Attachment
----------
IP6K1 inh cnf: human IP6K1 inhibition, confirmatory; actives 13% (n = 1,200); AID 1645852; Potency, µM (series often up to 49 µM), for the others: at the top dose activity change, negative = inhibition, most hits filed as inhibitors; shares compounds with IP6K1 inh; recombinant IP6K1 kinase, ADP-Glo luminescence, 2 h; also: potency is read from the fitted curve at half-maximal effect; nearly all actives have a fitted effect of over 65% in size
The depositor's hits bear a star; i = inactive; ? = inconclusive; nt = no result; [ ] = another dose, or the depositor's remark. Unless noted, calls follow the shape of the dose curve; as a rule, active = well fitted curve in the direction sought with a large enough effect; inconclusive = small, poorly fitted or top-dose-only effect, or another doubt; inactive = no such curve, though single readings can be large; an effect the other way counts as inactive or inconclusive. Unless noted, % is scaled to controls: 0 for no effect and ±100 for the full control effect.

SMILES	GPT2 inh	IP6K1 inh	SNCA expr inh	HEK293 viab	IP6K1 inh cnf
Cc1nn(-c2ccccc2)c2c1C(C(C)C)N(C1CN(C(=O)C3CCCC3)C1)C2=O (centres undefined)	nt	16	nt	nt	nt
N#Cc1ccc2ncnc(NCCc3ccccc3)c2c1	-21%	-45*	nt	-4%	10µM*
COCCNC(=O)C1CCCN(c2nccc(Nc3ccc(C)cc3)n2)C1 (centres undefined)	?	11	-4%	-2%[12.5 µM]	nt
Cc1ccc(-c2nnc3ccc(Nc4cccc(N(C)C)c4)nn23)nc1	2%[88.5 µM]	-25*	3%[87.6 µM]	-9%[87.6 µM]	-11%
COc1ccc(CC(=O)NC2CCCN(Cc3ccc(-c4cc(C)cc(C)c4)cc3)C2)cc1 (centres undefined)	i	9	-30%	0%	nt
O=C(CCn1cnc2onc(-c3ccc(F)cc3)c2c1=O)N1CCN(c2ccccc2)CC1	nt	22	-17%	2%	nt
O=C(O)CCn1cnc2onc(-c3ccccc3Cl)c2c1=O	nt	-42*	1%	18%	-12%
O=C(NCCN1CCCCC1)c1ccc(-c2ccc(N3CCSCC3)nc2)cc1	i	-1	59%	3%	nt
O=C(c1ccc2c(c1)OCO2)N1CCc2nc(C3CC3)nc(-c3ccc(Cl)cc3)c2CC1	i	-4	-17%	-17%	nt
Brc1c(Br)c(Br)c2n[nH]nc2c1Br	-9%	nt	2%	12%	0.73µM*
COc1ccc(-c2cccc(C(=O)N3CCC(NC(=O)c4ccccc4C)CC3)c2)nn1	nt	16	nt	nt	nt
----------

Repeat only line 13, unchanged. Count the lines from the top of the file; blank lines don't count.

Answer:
Brc1c(Br)c(Br)c2n[nH]nc2c1Br	-9%	nt	2%	12%	0.73µM*